SINGAPORE - The pedestrian strip that stretches from Ion Orchard to Ngee Ann City was tented up and decorated with multi-coloured neon lights as the first in a series of monthly weekend events kicked off on Friday evening (May 3).
Over 8,500 visitors attended the first edition of Night At Orchard, said organiser Orchard Road Business Association (ORBA).
About 30 pop-up stores offering local fashion, five food trucks and live acts lined the bustling strip. The event will run from 5pm to 10pm on Saturday (May 4) and the next day.
The weekend night event is part of an eight-month long pilot to revitalise Orchard Road and showcase fashion, arts, street food, drinks and music with a different theme every month.
For the upcoming seven editions, the roving event will show up at different pockets of the shopping strip.
The locations are yet to be decided, but the programme line-up may be curated to coincide with special occasions such as National Day, the Singapore Grand Prix and Christmas, said an ORBA spokesman.
Night At Orchard comes as larger plans are underway to transform the 2.4km stretch into a more lively and green street.
In January, government agencies announced that new retail concepts, attractions, entertainment and events will be introduced to Tanglin, Somerset, Orchard and Dhoby Ghaut to strengthen Orchard Road's position as a lifestyle destination.
Part of the road may also go car-free to connect green spaces at the Istana Park, Dhoby Ghaut Green and the open space at Plaza Singapura.
Food trucks from local favourites such as Old Chang Kee to Michelin-starred restaurant Shisen Hanten by Chen Kentaro sold affordable street food at $10 and below on Friday night.
Shisen Hanten by Chen Kentaro sold its best-selling Chen's Mapo Tofu Don at $6.
The restaurant in Mandarin Orchard Singapore also created two items for the street event for easy consumption - chicken and pork wraps drizzled with its signature mala sauce.
"We wanted to make our Michelin-starred food not exorbitant, but affordable. Since the customers are not going to sit in a restaurant, we are not going to charge too much," said Ms Francine Loh, marketing communications manager at Mandarin Orchard Singapore.
"When you're walking along Orchard road, you wouldn't think of spending $20 on food because you just want to grab and go. That's why we adjusted our pricing."
The shopping belt is no stranger to night street events.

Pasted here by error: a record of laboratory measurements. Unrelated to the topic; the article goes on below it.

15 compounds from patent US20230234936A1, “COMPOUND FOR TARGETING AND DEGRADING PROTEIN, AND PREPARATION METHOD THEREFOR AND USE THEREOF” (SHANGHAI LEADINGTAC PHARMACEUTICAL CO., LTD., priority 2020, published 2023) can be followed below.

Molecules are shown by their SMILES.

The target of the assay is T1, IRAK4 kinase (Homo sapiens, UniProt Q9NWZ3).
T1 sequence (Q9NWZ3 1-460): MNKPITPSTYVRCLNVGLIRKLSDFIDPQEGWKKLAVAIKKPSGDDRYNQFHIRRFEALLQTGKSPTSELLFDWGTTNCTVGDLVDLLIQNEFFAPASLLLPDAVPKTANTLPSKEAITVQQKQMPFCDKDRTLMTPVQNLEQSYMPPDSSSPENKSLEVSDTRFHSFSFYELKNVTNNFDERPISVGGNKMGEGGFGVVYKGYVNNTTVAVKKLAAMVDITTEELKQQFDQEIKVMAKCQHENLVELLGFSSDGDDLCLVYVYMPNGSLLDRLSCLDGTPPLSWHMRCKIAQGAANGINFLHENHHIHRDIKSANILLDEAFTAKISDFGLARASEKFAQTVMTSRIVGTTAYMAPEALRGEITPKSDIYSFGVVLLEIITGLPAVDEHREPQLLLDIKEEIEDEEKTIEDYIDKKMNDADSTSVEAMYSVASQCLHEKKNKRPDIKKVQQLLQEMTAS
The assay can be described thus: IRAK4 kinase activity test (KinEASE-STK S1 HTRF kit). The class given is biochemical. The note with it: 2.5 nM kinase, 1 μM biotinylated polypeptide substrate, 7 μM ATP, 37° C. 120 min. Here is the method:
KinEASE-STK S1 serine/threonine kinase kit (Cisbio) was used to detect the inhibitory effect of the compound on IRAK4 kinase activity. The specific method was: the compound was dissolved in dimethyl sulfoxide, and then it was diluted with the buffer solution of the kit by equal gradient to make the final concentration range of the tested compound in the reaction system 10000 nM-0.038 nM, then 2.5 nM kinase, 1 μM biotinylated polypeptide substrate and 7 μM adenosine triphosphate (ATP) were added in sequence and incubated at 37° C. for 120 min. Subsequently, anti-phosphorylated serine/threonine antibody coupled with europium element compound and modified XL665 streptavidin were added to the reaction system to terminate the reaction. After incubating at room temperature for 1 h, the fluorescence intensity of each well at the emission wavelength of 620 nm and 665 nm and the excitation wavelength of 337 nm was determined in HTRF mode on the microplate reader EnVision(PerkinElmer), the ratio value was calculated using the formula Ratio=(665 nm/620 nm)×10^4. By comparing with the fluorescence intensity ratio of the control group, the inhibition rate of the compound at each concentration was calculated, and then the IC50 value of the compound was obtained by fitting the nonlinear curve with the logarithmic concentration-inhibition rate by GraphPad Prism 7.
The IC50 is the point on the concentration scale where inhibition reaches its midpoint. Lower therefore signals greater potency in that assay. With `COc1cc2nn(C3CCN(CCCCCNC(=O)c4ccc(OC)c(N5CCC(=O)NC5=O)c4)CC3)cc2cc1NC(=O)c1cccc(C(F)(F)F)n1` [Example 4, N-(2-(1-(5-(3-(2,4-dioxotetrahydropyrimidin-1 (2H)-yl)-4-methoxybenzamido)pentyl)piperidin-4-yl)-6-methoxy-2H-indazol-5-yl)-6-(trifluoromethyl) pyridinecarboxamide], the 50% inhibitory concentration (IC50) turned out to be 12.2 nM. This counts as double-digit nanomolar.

From 2014 to 2016, ORBA organised the Pedestrian Night where a 660m stretch of Orchard Road was closed to traffic on the first Saturday of every month.
The roads were filled with magicians, music performances, themed activities and contests.
Although the initiative attracted over 50,000 shoppers - twice the average Saturday night footfall - to each monthly event during its first six months, the higher traffic did not translate to better business in the shopping malls.
Visitors to Night At Orchard told The Straits Times that they enjoyed the event on Friday.
Mr Joel Loh, 20, who was drawn to the event when he saw the food trucks, said: "I've never bought food from a food truck before and you don't get to see food trucks at many places in Singapore. I also got to chat with the friendly owners while they were preparing my food."
The final-year Nanyang Polytechnic student added that he would attend future Night At Orchard events, because the space is not congested.
"The place is crowded, but I could still move around and find a spacious place to sit and have my food while enjoying the performance."
Currently, the stretch along Ion Orchard and Ngee Ann City has two food and beverage outlets - 7-Eleven and Mediterranean grilled kebabs outlet, Pita Tree.
With five food trucks located opposite the outlet, Pita Tree's business took a hit.
"Retail events and functions on the street are good for our business. But today, with more food options nearby, we are losing money.
"Compared to normal Friday night earnings, we made $500 to $800 less today," said Mr Suraj Kumar, the outlet's senior chef.